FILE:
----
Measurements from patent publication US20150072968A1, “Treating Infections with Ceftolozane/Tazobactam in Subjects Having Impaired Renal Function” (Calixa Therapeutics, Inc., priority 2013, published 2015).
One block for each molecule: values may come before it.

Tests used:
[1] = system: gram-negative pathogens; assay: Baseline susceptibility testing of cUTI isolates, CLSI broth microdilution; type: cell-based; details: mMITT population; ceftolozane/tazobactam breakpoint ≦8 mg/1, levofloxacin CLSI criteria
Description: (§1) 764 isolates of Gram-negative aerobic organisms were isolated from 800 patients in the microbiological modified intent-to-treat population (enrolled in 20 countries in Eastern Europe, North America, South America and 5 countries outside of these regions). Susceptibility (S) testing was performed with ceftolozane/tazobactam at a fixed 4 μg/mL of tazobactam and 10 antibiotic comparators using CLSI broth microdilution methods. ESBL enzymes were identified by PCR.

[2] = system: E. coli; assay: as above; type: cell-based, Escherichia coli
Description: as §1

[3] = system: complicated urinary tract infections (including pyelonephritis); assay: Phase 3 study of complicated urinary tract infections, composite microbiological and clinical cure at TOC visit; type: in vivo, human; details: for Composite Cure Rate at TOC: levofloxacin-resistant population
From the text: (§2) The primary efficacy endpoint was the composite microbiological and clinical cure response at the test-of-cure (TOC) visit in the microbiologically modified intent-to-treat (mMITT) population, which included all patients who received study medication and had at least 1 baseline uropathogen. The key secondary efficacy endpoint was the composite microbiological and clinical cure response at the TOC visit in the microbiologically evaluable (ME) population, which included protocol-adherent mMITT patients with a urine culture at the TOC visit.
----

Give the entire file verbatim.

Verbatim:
Measurements from patent publication US20150072968A1, “Treating Infections with Ceftolozane/Tazobactam in Subjects Having Impaired Renal Function” (Calixa Therapeutics, Inc., priority 2013, published 2015).
One block for each molecule: values may come before it.

Tests used:
[1] = system: gram-negative pathogens; assay: Baseline susceptibility testing of cUTI isolates, CLSI broth microdilution; type: cell-based; details: mMITT population; ceftolozane/tazobactam breakpoint ≦8 mg/1, levofloxacin CLSI criteria
Description: (§1) 764 isolates of Gram-negative aerobic organisms were isolated from 800 patients in the microbiological modified intent-to-treat population (enrolled in 20 countries in Eastern Europe, North America, South America and 5 countries outside of these regions). Susceptibility (S) testing was performed with ceftolozane/tazobactam at a fixed 4 μg/mL of tazobactam and 10 antibiotic comparators using CLSI broth microdilution methods. ESBL enzymes were identified by PCR.

[2] = system: E. coli; assay: as above; type: cell-based, Escherichia coli
Description: as §1

[3] = system: complicated urinary tract infections (including pyelonephritis); assay: Phase 3 study of complicated urinary tract infections, composite microbiological and clinical cure at TOC visit; type: in vivo, human; details: for Composite Cure Rate at TOC: levofloxacin-resistant population
From the text: (§2) The primary efficacy endpoint was the composite microbiological and clinical cure response at the test-of-cure (TOC) visit in the microbiologically modified intent-to-treat (mMITT) population, which included all patients who received study medication and had at least 1 baseline uropathogen. The key secondary efficacy endpoint was the composite microbiological and clinical cure response at the TOC visit in the microbiologically evaluable (ME) population, which included protocol-adherent mMITT patients with a urine culture at the TOC visit.